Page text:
Turtle-dragons and hairy grass
After discovering that the house helpers had been replacing some of my herbs with ornamental plants that I don’t know where they get from, and after telling them never to do that ever again (okay, I was fuming mad), I decided to inspect the garden from end to end. I might as well. I was waiting for a pot of meat to boil, I couldn’t focus on my book because it was too hot and humid, so I stepped out into the garden. I hadn’t been there more than five minutes when I felt that something was missing. My camera. Pretty soon, it wasn’t just my cameras that I had out there with me. I took the tripod out too.
So, there I was, lamenting the heat inside the house and finding how much worse it was outside. But with the cameras and the tripod, the perspiration running down my back was soon forgotten. I even got a chair to stand on to get the perfect angle and to peer closer into the camera’s eye piece.
The funny thing is, after inspecting the plants to make sure that nothing else was amiss, and after looking oh, so closely at the plants, I had more questions than answers. For instance, did you know that blades of carabao grass have fine hairs along the edges?
I am NOT kidding.
What do they need them for? Every part of a plant has a purpose related to its survival so what are the hairs for?
Next, why is it that when insects bore into leaves, the edges of the holes turn a different color than the rest of the leaf? It’s almost as though the edges dry up. But why should they?
Or, perhaps, the chlorophyll balance is upset. But why? Do insects emit some substance that results in chlorophyll loss?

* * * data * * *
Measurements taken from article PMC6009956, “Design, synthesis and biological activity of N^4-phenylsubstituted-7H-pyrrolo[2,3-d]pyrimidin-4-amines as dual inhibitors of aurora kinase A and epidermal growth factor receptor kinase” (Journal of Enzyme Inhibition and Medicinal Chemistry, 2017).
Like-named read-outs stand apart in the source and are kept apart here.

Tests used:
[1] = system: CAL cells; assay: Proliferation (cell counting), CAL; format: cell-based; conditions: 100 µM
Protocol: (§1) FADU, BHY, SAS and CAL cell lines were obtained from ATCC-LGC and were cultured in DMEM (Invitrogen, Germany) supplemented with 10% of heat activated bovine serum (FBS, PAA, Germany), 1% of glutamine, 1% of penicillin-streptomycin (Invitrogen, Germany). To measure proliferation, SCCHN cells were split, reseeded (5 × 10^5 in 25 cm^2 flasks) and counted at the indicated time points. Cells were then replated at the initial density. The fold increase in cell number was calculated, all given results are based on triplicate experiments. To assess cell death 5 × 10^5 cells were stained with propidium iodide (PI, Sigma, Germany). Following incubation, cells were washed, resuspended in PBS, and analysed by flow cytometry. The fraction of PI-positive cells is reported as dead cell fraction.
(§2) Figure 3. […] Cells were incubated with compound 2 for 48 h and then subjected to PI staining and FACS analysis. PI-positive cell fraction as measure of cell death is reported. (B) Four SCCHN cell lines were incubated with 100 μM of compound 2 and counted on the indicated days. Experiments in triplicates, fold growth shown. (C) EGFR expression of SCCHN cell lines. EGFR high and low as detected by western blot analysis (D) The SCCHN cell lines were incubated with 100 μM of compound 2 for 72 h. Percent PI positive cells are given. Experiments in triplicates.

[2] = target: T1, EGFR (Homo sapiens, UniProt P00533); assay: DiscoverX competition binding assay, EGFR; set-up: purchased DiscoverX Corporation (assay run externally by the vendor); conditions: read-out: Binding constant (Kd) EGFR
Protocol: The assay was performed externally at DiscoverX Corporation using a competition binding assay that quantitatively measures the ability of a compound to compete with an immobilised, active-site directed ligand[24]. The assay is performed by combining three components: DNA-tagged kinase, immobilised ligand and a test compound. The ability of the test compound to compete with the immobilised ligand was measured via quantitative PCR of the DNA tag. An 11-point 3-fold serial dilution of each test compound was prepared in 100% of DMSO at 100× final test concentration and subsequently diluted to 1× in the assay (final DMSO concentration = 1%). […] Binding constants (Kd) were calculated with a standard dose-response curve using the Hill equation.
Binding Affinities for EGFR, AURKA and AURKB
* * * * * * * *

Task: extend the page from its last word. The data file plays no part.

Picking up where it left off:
This white powdery substance on the leaves of the milflores (hydrangea) is something I’ve seen before on my basil and I’m always ever so careful to wash the leaves before throwing them into the pot just in case the powdery substance is toxic. But what is it? Fungus or insect eggs?
Ants. Every garden has them. And I know they have a penchant for sweet things. That’s why I’m careful to wipe off sugar spills in the kitchen. Otherwise, ants come swarming in. But do ants sip nectar from flowers too? I thought only winged insects did that. I thought that the presence of ants in plants and trees has more to do with ripe or ripening fruits which they attack with gusto. But jasmine does not bear fruits, only flowers. So what the heck were black ants crawling all over the jasmine for?
After photographing the white powdery substance on the leaves of the milflores, I started inspecting the plants for buds. We have six milfores plants, planted in two huge pots and there have been no flowers for a couple of months now. They used to be such prolific bloomers (see here, here, here and here) but, lately, they’ve been lazy. So I peered between the leaves and thought I saw a bud.
But it wasn’t a bud. It looked like a miniature turtle at first glance.
Up close, it was something between a moth and a dragon — but small. Tiny. No longer than an inch from tip to tip. I’m sure it won’t bloom into a bouquet of flowers tomorrow or any day after that. But I am wondering if it had been eating away the buds which should explain the lack of flowers. Was there only one of this turtle-dragon (until I find out its proper name, I’m calling it a turtle-dragon)? I don’t know. I was too chicken to inspect the other parts of the milflores. I was lucky enough to be able to take photos with the lens within an inch of the thing without it flying and nipping my hand.